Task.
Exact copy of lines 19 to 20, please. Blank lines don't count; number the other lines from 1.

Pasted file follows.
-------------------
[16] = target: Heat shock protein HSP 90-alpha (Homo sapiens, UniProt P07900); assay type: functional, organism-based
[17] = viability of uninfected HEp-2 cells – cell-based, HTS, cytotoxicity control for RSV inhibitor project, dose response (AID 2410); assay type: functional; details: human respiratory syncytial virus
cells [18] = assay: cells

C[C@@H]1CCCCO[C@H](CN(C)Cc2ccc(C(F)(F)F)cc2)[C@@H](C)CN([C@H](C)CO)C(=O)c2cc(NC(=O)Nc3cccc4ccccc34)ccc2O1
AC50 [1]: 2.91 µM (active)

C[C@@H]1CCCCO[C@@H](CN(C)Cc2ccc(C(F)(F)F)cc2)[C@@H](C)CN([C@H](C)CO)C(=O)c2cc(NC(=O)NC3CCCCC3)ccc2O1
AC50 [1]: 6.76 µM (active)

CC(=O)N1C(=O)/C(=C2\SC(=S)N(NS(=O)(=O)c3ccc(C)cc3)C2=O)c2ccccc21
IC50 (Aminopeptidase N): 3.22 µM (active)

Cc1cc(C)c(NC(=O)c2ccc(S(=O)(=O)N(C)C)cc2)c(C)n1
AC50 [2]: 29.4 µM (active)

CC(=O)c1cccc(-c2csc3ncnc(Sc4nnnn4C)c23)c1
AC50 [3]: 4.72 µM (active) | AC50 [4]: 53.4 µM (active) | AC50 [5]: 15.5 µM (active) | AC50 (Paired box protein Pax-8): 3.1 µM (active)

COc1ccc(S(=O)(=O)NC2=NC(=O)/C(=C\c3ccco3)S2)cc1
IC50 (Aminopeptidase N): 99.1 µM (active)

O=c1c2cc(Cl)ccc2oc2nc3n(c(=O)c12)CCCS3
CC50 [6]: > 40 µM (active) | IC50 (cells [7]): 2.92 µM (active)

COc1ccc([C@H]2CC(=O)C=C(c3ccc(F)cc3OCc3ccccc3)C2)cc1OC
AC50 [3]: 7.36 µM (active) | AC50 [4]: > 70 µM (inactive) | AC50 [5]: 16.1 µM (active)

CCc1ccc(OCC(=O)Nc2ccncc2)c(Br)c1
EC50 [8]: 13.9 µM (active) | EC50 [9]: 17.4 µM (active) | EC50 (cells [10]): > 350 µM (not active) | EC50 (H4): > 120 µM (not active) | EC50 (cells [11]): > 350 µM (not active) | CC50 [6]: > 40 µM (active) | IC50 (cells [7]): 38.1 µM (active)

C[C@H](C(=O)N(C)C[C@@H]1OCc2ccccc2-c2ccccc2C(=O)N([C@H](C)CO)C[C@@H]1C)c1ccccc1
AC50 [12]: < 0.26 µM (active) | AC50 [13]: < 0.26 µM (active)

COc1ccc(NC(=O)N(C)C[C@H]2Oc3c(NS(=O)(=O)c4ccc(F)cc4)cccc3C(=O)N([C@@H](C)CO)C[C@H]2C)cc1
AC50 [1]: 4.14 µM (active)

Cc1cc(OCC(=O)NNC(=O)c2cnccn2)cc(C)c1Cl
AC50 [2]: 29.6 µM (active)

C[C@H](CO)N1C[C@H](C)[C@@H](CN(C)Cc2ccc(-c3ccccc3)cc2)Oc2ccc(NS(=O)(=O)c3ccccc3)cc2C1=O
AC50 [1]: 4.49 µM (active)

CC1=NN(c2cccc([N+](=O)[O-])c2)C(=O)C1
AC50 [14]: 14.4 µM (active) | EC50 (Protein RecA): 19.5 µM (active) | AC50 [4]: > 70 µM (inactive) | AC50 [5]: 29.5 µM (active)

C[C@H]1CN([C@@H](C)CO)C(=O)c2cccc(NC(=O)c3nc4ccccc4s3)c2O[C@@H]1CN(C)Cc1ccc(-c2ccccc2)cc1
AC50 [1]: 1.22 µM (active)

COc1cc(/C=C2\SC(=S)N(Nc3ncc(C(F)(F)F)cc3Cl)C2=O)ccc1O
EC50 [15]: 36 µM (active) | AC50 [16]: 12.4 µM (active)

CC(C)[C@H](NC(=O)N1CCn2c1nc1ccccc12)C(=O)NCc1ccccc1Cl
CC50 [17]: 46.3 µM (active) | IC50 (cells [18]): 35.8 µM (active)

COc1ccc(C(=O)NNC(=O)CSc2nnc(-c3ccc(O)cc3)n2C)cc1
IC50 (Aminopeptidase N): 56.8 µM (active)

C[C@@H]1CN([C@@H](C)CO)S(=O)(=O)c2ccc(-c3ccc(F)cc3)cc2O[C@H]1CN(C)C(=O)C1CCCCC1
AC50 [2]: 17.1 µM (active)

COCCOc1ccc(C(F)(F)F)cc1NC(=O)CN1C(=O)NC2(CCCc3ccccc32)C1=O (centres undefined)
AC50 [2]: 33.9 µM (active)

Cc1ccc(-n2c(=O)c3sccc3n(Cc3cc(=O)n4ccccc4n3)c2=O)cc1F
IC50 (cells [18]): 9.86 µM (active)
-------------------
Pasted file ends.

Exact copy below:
AC50 [3]: 7.36 µM (active) | AC50 [4]: > 70 µM (inactive) | AC50 [5]: 16.1 µM (active)

CCc1ccc(OCC(=O)Nc2ccncc2)c(Br)c1